Prequels, sequels, retellings

Building on Classical heroic epic

Many ancient Greek and Roman epics were left either unfinished or had enough loose strings to warrant continuation by later writers.

Josho Brouwers

Many of the stories familiar to the ancient Greeks and Romans were transmitted orally. Only some of these stories were ever committed to papyrus, and of the ones that were only a few have managed to survive to the present day. For example, we know the story of the Trojan War, including several variations of certain episodes, but outside of fairly large works like Homer’s Iliad and Odyssey or Virgil’s Aeneid, most of what we know comes either from summaries in other sources, scattered fragments of poems that are now (mostly) lost, or from ancient art.

Brill’s Companion to Prequels, Sequels, and Retellings of Classical Epic (2018), edited by Robert Simms, focuses on the literary tradition of continuing and, where necessary, finishing ancient heroic epics. As Simms states in his introduction, epic poetry “is capable of containing several stories, a feature that facilitates its extensive ‘additive’ program, such that the enterprise is prone to incompleteness and indefiniteness” (p. 1). Hence, for example, Virgil was able to continue in his Aeneid where Homer left off.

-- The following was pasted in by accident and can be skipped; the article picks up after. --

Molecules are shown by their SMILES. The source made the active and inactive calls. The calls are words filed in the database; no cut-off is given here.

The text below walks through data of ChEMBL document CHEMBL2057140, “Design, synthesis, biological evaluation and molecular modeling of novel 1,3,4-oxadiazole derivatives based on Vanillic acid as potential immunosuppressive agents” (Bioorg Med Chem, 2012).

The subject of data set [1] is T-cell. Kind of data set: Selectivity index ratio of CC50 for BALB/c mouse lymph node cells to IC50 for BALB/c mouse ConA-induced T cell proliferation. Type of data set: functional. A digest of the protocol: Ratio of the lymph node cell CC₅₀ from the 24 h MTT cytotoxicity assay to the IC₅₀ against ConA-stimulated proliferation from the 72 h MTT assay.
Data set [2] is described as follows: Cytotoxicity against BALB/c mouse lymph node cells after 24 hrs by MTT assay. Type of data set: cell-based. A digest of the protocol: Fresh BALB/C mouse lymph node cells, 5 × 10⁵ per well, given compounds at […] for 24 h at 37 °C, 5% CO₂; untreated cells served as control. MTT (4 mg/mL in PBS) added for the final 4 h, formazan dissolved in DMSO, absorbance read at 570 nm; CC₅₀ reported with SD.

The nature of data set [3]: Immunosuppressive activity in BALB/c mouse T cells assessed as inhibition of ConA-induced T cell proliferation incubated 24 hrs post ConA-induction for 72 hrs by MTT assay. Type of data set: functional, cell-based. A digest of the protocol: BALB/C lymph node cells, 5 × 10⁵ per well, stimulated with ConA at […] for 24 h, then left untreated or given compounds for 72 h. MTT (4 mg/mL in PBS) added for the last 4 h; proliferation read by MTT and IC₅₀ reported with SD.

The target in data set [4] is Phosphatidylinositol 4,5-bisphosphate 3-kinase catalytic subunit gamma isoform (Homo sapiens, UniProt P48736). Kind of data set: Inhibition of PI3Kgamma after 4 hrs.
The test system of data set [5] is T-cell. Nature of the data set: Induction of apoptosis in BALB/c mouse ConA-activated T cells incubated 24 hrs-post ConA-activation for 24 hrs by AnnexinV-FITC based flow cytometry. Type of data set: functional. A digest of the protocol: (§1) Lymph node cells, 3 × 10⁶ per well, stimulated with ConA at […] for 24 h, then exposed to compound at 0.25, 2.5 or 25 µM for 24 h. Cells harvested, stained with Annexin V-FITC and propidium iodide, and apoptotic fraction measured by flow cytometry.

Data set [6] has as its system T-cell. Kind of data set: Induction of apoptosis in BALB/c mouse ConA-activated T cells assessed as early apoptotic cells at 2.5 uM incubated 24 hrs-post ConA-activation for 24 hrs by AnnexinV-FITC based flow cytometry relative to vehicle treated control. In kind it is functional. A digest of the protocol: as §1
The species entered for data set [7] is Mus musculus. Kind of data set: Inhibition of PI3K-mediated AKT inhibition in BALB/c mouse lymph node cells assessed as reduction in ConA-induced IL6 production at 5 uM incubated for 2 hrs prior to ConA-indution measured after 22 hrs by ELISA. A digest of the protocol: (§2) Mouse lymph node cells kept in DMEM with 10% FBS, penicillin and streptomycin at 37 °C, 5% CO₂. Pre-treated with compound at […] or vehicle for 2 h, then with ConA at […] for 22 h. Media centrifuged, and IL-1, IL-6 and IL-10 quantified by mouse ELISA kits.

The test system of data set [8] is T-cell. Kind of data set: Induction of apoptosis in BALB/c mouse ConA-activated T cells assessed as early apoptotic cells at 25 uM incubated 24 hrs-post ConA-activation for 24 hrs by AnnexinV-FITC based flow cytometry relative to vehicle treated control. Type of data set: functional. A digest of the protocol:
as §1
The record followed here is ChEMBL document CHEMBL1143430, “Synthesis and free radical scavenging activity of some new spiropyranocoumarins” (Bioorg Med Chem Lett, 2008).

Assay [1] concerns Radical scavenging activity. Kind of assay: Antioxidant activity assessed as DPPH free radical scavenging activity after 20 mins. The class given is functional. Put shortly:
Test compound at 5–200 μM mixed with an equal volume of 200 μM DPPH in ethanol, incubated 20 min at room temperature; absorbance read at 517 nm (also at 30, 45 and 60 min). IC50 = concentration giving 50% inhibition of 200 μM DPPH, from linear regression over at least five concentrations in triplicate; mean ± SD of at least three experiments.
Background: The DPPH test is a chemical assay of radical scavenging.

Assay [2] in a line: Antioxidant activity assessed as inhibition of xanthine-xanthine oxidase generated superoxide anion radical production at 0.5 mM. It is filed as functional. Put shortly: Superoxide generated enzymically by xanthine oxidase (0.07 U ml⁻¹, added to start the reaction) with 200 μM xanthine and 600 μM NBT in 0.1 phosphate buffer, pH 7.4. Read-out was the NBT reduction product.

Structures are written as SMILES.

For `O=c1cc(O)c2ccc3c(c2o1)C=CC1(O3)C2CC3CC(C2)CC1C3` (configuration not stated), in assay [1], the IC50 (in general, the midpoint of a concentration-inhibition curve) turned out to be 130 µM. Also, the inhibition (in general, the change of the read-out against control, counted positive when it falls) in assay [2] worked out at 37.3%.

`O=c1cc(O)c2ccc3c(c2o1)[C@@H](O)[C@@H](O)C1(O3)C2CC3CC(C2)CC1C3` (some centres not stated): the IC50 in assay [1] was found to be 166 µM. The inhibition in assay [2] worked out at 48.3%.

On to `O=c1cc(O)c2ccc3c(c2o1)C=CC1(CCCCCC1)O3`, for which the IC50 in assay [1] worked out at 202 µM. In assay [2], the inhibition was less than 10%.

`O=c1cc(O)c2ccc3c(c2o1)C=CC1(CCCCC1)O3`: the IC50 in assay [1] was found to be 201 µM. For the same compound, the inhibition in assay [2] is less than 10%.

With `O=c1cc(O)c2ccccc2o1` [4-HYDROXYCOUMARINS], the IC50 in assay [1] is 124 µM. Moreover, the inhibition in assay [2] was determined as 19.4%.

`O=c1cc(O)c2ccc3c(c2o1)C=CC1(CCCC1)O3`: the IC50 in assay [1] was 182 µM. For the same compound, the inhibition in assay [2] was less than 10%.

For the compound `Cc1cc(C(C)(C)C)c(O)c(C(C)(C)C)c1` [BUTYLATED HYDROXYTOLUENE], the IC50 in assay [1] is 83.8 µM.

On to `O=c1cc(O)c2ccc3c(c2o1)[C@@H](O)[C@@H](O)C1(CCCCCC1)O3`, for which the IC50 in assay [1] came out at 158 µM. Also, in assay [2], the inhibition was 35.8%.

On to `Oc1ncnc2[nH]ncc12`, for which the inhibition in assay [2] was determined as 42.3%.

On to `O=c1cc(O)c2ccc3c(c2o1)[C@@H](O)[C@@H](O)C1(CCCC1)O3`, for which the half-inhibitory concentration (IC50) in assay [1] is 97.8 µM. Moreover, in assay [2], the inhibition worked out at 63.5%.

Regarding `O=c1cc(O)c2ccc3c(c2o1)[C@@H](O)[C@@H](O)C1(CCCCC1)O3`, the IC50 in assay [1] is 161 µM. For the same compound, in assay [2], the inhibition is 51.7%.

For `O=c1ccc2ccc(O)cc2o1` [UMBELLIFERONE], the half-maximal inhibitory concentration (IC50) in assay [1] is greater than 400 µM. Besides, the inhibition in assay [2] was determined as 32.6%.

The volume collects a total of 19 distinct chapters, written by a diverse group of academics, including specialists in English literature as well as Latin and Greek. Chronologically, the chapters range from the ancient world through Late Antiquity and the Middle Ages to the present. The focus is entirely on literature; no chapters are devoted to continuations or retellings of ancient heroic epic in other media, such as (modern) works of art or film, nor is there a scholarly treatment of, for example, Eric Shanower’s Age of Bronze. Considering that the book already weighs in at 400 pages, its focus is certainly understandable.

The volume is divided into two parts. The first part focuses on the story of the Trojan War and on continuations of Homer in particular. I cannot go into detail with every contribution in this volume, but I’ll go through each of them briefly so that you’ll have an idea of this book’s contents.